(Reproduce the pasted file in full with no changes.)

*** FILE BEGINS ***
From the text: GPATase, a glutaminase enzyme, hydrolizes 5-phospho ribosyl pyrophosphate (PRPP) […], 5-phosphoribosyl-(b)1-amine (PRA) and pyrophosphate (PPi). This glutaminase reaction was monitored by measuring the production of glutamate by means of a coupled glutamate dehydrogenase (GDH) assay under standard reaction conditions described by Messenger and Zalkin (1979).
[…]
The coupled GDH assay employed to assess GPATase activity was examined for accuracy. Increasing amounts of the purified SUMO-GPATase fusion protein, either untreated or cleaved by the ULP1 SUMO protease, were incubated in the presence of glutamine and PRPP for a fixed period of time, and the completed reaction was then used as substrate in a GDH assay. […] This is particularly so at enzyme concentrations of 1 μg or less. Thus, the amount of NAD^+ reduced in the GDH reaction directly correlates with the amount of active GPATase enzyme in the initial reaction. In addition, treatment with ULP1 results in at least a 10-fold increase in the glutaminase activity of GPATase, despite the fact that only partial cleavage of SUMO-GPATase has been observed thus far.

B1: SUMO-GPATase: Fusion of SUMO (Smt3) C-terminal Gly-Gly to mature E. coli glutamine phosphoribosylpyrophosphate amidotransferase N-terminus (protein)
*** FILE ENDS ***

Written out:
From the text: GPATase, a glutaminase enzyme, hydrolizes 5-phospho ribosyl pyrophosphate (PRPP) […], 5-phosphoribosyl-(b)1-amine (PRA) and pyrophosphate (PPi). This glutaminase reaction was monitored by measuring the production of glutamate by means of a coupled glutamate dehydrogenase (GDH) assay under standard reaction conditions described by Messenger and Zalkin (1979).
[…]
The coupled GDH assay employed to assess GPATase activity was examined for accuracy. Increasing amounts of the purified SUMO-GPATase fusion protein, either untreated or cleaved by the ULP1 SUMO protease, were incubated in the presence of glutamine and PRPP for a fixed period of time, and the completed reaction was then used as substrate in a GDH assay. […] This is particularly so at enzyme concentrations of 1 μg or less. Thus, the amount of NAD^+ reduced in the GDH reaction directly correlates with the amount of active GPATase enzyme in the initial reaction. In addition, treatment with ULP1 results in at least a 10-fold increase in the glutaminase activity of GPATase, despite the fact that only partial cleavage of SUMO-GPATase has been observed thus far.

B1: SUMO-GPATase: Fusion of SUMO (Smt3) C-terminal Gly-Gly to mature E. coli glutamine phosphoribosylpyrophosphate amidotransferase N-terminus (protein)